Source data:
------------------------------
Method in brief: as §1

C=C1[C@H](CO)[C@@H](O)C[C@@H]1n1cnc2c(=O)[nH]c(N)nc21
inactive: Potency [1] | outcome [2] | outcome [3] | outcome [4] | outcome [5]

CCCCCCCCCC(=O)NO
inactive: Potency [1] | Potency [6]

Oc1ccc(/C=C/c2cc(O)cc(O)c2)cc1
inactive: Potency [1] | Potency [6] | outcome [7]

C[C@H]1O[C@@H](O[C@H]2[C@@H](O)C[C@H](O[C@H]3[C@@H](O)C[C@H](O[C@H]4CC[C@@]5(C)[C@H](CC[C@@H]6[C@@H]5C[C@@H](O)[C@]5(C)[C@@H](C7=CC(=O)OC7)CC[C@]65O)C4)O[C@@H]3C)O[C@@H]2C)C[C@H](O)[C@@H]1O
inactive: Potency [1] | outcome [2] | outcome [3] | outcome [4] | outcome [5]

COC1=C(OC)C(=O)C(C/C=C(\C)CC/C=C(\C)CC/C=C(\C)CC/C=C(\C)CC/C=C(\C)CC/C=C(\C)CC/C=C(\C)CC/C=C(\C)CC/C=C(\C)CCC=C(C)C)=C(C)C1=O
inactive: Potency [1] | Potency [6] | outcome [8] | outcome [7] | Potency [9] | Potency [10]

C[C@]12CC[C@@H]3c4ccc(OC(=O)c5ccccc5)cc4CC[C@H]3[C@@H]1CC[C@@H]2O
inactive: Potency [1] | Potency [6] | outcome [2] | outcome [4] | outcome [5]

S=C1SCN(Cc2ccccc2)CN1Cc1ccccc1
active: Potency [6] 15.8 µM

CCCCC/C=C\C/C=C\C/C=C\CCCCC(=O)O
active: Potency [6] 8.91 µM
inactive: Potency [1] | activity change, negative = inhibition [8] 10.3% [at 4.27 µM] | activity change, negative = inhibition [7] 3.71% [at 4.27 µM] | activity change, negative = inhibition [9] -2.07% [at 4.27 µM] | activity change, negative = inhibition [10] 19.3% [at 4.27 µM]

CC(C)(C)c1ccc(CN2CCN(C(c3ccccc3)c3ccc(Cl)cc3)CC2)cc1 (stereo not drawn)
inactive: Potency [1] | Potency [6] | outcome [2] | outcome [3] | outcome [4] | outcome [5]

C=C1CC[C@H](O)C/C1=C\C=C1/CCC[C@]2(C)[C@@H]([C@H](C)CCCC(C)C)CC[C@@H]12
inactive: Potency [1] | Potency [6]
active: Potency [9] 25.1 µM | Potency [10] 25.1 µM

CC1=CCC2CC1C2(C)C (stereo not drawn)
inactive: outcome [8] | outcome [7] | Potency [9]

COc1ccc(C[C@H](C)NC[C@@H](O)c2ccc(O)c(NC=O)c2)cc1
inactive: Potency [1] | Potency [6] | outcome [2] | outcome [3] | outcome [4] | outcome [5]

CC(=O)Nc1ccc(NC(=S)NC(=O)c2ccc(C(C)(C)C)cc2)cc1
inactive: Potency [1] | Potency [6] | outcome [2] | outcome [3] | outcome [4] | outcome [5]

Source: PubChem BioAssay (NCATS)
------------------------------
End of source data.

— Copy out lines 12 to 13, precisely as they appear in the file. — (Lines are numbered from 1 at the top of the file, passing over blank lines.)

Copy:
C[C@]12CC[C@@H]3c4ccc(OC(=O)c5ccccc5)cc4CC[C@H]3[C@@H]1CC[C@@H]2O
inactive: Potency [1] | Potency [6] | outcome [2] | outcome [4] | outcome [5]